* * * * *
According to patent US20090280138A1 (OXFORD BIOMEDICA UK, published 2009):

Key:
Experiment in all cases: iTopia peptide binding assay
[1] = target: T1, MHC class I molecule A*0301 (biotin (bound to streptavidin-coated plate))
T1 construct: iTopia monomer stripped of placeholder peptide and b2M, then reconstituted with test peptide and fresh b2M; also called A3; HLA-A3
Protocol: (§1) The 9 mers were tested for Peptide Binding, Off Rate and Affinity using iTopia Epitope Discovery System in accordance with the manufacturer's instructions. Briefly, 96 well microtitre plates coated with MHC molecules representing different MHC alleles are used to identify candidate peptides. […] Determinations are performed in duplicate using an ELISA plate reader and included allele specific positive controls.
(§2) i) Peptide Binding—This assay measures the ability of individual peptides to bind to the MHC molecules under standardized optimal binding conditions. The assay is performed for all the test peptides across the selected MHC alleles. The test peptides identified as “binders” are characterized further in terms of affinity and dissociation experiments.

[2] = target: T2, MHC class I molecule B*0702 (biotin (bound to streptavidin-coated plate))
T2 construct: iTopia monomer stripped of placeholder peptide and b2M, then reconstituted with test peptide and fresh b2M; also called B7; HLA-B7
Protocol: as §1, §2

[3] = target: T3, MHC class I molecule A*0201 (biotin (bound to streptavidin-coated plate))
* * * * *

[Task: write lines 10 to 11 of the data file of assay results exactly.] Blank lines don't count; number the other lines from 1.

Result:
Protocol: as §1, §2

[3] = target: T3, MHC class I molecule A*0201 (biotin (bound to streptavidin-coated plate))